8 Jul 2015

Budget 2015: the key points in Tory plan for the economy

George Osborne has pledged to create a “higher wage, lower tax, lower welfare” Britain as he unveiled the first Tory-only Budget for nearly 20 years.

  • Growth forecast for 2015 downgraded from 2.5 per cent to 2.4 per cent and forecast for paying down national debt pushed back a year
  • Corporation tax to be cut from 20 per cent to 18 per cent by 2020
  • Four-year freeze on working age benefits
  • Benefits cap reduced from £26,000 per household to £23,000 in London and £20,000 in the rest of the country
  • Permanent non-dom tax status to be abolished
  • University student maintenance grants to be scrapped, and replaced with loans
  • New compulsory national living wage of £7.20 an hour, rising to £9 an hour by 2020
  • Britain to meet Nato target of spending 2 per cent of GDP on defence for the rest of this decade
  • NHS to recieve further £8bn by 2020

George Osborne hailed the budget, which includes a four-tear freeze on working-age benefits, the scrapping of university maintenance grants and cuts in corporation tax, as a budget for the “working people of Britain”.

Delivering his first Tory-only budget, Mr Osborne said the government would transform the UK into a “low tax, low welfare, high wage” society.

A budget for working people? How can he make that claim when he is making working people worse off. Harriet Harman

Mr Osborne said: “It was the Conservatives who first protected working people in the mills, it was the Conservatives who took the great steps towards state education, it was the Conservatives who introduced equal votes for women, it was the Conservatives who gave working people the right to buy so of course it is now the Conservatives who are transforming welfare and introducing the national living wage.”

His budget was ridiculed by Acting Leader of the Opposition Harriet Harman.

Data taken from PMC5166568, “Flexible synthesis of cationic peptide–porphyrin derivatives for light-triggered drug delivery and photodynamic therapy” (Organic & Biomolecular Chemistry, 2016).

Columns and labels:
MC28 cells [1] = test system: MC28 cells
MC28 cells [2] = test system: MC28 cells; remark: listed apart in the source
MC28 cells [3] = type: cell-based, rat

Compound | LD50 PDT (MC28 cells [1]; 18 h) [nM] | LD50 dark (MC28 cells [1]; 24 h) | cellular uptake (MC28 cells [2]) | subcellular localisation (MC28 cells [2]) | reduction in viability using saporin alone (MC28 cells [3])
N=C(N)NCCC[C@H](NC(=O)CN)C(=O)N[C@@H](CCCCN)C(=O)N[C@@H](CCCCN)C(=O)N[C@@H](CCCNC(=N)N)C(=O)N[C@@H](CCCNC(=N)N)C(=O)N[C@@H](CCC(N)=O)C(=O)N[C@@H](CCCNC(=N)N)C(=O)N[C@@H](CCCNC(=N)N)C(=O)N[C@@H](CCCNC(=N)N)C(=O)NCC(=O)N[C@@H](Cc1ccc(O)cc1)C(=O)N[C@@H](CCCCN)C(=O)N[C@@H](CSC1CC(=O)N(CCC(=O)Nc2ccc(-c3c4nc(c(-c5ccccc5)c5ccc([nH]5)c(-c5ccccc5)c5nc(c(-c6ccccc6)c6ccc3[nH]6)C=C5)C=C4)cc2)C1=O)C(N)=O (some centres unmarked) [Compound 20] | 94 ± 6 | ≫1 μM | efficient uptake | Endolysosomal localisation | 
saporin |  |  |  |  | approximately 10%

“The Chancellor is said to be liberated without the ties of coalition holding him back but what we’ve heard today suggests his rhetoric is liberated from reality,” she said.

“A budget for working people? How can he make that claim when he is making working people worse off by cutting tax credits and scrapping grants for the poorest students.”


The government is making £12bn of cuts to welfare and Mr Osborne said the budget would mean that, with welfare savings and tax cuts, the typical family “where someone is working full time on the minimum wage” would be better off.

The cuts to welfare include a freeze on working age benefits for four years including tax credits and local housing allowance – though maternity pay and disability benefits are exempted.

Tax credits and Universal Credit will be restricted to two children in a family, affecting those born from April 2017 onwards and the income threshold for tax credits will be reduced from £6,420 to £3,850.

Young people are among those hardest hit by the budget, with the entitlement to housing benefit for 18 to 21-year-olds abolished. Student maintenance grants, designed to help the porest students, have also been scrapped and replaced with loans.

Rents in the social housing sector will be reduced by 1 per cent a year fot he next four years, the Chancellor said, and higher income households in social housing will be charged market rents.

Living wage

Mr Osborne told the Commons that Britain “deserves a pay rise” and that the Tory government would deliver it.